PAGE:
Resources and Ideas

Nature Study

Science and nature study go hand-in-hand! Preschoolers can learn a lot about science simply by observing the great outdoors. Just get your child outside and help him or her pay attention to plants and animals: this counts as nature study! Here is an Ultimate Guide to Nature Study from Our Journey Westward to help get you started.

Other areas can also be integrated with nature study. To integrate art, keep a nature journal with your child. Make sure your child gets plenty of physical play by encouraging him or her to run around and play while outside.You can also read nature-themed books to integrate literacy and nature.

Art Resources and Ideas

Encourage your child to observe beautiful pieces of art. Hang up classic pictures in your home, visit art museums, and buy packs of art postcards- like this lovely (affiliate link) Georgia O’Keeffe postcards set. Young children should have lots of opportunities for process art: creating without necessarily having a finished product in mind. If your child seems ready for more formal art instruction, sign him or her up for an art class at a local rec center or art studio. There are also online art lessons available through sites like The Masterpiece Society.

Music Resources and Ideas

Even if your child isn’t ready to learn a musical instrument, exposing him or her to music at an early age is important! Listen to different types of music together, and draw their attention to different musical instruments. Simple (affiliate link) toy drums or (affiliate link) xylophones  are a fun way for little ones to experiment with rhythm and tunes. When you are ready to start your child in music lessons, consider the ukulele as a beginning instrument!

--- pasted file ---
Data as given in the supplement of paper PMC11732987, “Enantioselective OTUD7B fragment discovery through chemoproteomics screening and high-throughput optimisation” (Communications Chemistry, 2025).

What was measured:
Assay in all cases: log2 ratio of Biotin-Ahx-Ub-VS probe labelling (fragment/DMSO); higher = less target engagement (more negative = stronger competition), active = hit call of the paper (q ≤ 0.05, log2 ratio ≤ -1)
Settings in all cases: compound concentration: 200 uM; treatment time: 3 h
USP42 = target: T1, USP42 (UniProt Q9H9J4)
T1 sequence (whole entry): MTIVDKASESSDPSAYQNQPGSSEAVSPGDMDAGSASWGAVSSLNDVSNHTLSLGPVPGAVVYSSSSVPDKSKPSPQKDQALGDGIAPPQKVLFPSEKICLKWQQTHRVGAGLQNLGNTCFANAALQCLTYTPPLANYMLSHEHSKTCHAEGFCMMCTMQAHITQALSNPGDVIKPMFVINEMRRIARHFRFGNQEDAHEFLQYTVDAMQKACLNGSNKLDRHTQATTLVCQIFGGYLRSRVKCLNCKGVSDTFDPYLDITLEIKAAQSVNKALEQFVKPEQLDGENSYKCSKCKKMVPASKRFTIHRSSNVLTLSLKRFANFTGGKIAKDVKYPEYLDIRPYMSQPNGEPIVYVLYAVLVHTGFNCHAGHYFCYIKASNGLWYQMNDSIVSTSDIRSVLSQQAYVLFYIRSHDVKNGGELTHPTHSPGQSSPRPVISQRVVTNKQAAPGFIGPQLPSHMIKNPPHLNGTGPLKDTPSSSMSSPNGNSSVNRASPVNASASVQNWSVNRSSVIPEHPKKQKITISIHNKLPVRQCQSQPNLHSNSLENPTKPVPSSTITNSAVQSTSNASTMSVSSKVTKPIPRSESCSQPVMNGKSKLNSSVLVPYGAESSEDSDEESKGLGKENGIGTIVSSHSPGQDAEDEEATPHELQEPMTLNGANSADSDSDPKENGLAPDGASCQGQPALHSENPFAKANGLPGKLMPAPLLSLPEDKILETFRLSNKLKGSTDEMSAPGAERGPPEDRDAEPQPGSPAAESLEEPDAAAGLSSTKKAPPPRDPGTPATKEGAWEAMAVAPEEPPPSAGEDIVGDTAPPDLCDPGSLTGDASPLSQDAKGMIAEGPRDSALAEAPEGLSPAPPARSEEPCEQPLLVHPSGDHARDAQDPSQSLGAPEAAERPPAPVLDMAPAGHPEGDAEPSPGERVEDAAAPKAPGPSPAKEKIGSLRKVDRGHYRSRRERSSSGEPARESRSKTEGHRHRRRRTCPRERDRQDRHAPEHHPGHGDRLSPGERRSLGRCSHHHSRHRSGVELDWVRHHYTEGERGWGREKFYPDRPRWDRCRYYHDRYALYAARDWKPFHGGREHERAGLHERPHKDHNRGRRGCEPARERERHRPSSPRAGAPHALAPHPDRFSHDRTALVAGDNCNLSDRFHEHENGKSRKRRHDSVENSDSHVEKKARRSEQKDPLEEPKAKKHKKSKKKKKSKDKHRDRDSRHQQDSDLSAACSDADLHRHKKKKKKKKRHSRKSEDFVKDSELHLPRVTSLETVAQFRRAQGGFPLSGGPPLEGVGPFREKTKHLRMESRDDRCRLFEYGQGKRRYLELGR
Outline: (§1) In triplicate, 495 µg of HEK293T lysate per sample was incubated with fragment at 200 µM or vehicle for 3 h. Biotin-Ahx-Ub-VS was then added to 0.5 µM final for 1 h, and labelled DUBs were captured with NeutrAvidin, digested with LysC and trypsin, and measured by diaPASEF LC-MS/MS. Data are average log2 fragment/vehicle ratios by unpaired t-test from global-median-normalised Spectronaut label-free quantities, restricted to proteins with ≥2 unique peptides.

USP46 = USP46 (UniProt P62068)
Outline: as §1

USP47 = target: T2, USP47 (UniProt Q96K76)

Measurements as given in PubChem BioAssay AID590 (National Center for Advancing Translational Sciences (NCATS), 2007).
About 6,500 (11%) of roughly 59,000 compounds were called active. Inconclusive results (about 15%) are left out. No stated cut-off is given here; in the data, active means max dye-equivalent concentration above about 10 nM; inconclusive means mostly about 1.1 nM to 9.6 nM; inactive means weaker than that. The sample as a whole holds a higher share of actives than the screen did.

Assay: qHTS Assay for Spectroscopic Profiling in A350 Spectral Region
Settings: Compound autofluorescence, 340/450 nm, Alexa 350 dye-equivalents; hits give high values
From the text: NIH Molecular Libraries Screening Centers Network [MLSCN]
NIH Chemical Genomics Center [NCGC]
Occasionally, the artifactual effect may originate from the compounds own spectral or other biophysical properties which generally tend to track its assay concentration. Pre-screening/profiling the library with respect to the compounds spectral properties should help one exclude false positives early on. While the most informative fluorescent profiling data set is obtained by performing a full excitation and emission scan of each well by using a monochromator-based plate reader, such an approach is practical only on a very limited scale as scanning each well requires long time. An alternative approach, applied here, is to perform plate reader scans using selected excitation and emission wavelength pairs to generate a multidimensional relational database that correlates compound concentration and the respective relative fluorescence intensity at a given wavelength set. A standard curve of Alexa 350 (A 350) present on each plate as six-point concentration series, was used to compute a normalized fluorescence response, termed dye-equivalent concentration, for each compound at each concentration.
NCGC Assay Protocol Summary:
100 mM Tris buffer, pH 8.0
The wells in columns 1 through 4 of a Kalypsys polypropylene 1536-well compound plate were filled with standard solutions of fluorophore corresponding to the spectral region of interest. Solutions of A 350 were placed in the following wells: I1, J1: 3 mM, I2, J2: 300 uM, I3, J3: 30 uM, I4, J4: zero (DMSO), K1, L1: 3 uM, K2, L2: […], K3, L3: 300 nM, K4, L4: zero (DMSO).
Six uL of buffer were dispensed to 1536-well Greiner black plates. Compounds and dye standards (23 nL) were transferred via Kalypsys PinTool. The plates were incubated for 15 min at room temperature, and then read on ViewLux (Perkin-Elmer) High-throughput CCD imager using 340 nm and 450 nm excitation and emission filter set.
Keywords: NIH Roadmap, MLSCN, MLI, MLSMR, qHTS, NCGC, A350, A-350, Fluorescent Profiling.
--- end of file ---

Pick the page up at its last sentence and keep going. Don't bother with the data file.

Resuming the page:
Life Skills

Each day, you can help your child practice life skills! Plan time for chores, cooking, and taking care of pets.

STEM

STEM integrates science, technology, engineering, and math. Young children LOVE exploring these areas. If you’d like to incorporate STEM into your preschool at home, search for simple projects for your child to work on.  Here is a round-up of simple STEM ideas from Royal Baloo.  You can also find lots of great STEM ideas on Pinterest!

Play-Based Learning

This is a big one for us! Much of our learning at home is play-based and child-led. If this is your focus, allow your child plenty of unscheduled time to play and explore as he or she wants to. Child-led play is very important, so avoid too many organized activities and let your child come up with ideas on their own. You don’t have to entertain your child; creativity happens when boredom sets in!

Foreign Language

If you know a foreign language, then you have an advantage here! Teach your child a few words a day. For the rest of us, this can seem like an impossible feat! But there are so many apps and free resources available to you! Check your local library for videos and programs. Teach Beside Me has a big roundup of free Spanish language resources here. If you have a friend or family member who speaks another language, invite them over and ask for their help in this area!

Making your own preschool curriculum gives you lots of flexibility. You can custom-make your own curriculum that is tailored to your child. With these resources, you can decide for yourself what will help your child thrive!

 

 

 

 

 

 

 

About Leah Martin

Leah Martin was a teacher trained in the Charlotte Mason philosophy before leaving her career to stay home with her young children. Now she homeschools her 4.5 year old daughter, and teaches her two younger boys using Charlotte Mason’s method. She loves reading good books, spending time outside, and learning how to bake in Colorado’s high altitude.